All of a sudden, Jack Blatherwick couldn’t take 50 steps into his four-mile daily walk without extreme chest pain. With a Ph.D. in physiology and a career overseeing the conditioning of professional and Olympic ice hockey players, Jack, 65, recognized his symptoms as angina – the chest pain that occurs when arteries to the heart are blocked and the heart is starved for oxygen.
But he had trouble grasping how suddenly the angina had come on. Just three months before, he had played “super hard” on the ice with members of the Washington Capitals professional hockey team, and he had felt no symptoms.
On top of that, he had always been active: as the physiologist for five professional hockey teams and for U.S. Olympic Hockey Teams from 1980 through 1994, as well as a jogger for 40 years, running six to seven miles five times a week. A fall from a ladder three years earlier had ended his running, but he had taken up walking four to five miles a day, often near his “permanent” home in St. Paul, Minnesota.
“I always ate pretty healthy,” he says. “And I had low cholesterol, high HDL (good cholesterol), and my blood pressure was low. About the only thing I didn’t do was go to the doctor regularly to get checked,” he says.
However, there was one risk factor for heart disease that Jack couldn’t control: His genetic heritage. Both his father and uncle had died from heart attack in their 50s.
When he arrived at Abbott Northwestern Hospital in Minneapolis with angina, doctors performed an angiogram, a diagnostic test that enables them to “see” blockages in the arteries. The results showed multiple vessels with blockages of 90 percent or more, some of which were located where blood vessels branch (bifurcate) to deliver blood to different parts of the body.
The cardiologists who reviewed Jack’s angiogram told him he should prepare for coronary bypass surgery. They told Jack they were uncomfortable with the idea of opening blockages with angioplasty and inserting stents near bifurcating arteries. In angioplasty, an interventional cardiologist threads a catheter, or small tube, with a tiny uninflated balloon on its tip, to the blockage. The physician then inflates the balloon to push the plaque, or fatty deposits, to the artery wall. A stent, a small metal mesh tube, is then typically inserted at the point at which the blockage was cleared to prop open the artery.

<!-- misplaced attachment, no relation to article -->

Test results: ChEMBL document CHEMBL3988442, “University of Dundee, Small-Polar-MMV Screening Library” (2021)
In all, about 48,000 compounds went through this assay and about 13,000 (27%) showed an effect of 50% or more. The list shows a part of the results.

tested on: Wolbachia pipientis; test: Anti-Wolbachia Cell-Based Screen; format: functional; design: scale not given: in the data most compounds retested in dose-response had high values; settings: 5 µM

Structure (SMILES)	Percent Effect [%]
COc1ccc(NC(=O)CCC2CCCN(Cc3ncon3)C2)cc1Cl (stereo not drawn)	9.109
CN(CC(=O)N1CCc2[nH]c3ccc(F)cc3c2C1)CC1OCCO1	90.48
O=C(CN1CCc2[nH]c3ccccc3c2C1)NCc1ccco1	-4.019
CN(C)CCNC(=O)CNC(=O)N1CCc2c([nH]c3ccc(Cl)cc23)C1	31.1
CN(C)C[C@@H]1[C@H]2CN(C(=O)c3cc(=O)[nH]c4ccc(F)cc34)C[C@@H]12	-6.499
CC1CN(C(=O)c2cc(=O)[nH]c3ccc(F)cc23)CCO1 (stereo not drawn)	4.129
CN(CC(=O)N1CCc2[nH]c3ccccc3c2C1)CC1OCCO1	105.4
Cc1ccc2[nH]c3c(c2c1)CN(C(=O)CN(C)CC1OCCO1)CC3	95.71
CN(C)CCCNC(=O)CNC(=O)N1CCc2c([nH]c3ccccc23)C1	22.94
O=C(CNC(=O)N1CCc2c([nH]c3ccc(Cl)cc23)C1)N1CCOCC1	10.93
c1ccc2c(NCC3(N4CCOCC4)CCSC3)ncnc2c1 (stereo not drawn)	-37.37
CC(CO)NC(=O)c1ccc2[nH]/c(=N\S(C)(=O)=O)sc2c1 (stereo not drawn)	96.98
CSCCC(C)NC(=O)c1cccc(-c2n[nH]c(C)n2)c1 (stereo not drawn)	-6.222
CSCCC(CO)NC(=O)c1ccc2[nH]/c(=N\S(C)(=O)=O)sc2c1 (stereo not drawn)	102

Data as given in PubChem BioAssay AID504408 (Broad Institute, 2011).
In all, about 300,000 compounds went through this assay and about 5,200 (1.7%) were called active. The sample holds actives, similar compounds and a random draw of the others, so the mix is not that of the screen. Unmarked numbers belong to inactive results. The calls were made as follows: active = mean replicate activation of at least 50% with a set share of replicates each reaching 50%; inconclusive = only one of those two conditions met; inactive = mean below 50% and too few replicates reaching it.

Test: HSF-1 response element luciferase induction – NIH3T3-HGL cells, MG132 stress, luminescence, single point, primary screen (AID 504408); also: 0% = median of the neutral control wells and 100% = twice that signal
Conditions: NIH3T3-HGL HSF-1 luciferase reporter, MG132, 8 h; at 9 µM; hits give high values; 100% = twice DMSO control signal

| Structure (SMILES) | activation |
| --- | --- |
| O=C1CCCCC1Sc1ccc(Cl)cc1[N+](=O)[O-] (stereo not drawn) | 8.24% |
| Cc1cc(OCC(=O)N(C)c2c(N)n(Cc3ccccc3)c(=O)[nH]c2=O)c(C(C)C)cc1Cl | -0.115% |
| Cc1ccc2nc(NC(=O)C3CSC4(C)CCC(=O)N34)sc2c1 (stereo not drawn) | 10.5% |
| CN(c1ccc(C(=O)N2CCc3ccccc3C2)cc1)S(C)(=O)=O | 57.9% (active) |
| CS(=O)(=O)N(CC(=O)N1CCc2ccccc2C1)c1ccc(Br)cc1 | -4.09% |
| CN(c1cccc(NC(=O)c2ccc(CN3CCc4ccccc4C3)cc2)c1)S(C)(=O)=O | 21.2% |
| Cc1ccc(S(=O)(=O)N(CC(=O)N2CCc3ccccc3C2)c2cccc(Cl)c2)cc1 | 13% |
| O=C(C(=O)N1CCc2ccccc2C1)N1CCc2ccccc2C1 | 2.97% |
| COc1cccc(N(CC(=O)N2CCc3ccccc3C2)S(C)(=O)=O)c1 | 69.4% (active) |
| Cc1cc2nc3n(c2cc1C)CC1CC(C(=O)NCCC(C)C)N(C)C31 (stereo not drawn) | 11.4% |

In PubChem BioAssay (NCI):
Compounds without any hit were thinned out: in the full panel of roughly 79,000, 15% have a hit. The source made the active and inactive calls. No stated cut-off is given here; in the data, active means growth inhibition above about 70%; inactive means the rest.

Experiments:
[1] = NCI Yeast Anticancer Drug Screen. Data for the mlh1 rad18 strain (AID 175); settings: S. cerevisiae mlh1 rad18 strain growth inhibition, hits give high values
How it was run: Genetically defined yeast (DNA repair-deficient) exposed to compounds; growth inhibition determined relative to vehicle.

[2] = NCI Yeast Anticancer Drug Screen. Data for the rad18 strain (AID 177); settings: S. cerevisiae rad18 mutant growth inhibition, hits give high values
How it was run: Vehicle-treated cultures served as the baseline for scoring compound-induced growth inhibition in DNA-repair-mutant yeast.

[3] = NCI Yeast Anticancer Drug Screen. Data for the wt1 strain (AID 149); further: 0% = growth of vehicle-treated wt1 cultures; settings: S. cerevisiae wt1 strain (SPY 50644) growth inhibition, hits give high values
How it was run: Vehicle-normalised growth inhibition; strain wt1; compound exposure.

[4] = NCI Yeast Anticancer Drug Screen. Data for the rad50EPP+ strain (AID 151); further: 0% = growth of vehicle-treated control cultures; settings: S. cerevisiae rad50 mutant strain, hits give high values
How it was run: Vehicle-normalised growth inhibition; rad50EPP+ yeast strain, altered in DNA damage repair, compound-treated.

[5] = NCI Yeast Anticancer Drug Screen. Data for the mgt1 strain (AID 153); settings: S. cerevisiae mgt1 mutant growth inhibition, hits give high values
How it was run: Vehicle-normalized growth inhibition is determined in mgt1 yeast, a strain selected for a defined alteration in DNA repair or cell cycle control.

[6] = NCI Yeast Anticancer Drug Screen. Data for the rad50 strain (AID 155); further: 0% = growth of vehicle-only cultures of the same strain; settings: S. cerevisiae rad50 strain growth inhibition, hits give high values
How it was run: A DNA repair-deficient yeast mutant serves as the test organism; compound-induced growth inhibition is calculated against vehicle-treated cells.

Jack’s open heart surgery was scheduled for a week later, giving him time to take care of some team business in Washington and make preparations for the three-month recovery he expected after bypass surgery. Jack even found time to build a small door to let his dog in and out of the house during his recovery.
While he was in Washington, Jack received a phone call from Abbott Northwestern interventional cardiologist Dr. Timothy Henry. The news was good: After further review of his angiogram, the cardiology team had decided it would be OK to go with angioplasty and stents. Jack would not have to undergo the trauma of open heart surgery – and a long recovery.
A few days later, Jack underwent angioplasty and stenting. When the procedure was finished, Dr. Henry had inserted six stents, all at different locations in Jack’s coronary arteries. According to Jack, at least one of them was implanted at a vessel bifurcation.
“I spent one night in the hospital,” says Jack. “And I felt totally recovered as soon as I walked out of the hospital. I’m just floored at how far medicine has advanced.”
“Skill, experience, and knowledge are critically important for all physicians, of course,” says Jack. “But angioplasty might require another factor. Dr. Henry saw solutions where there were unique problems. It is apparent that creativity will play an important role as this procedure advances.”
Jack’s back at work, he takes walks in the morning and afternoon, and he’s building an addition on his house (so he’s allowed himself to temporarily stop lifting weights). If there’s one bit of advice he’d offer about preventing coronary blockages, it’s this: “No matter how heart-healthy your lifestyle, you need to see a cardiologist. I wished I had seen a cardiologist, had a blood test every six months and had the protection that medications may have provided,” he says.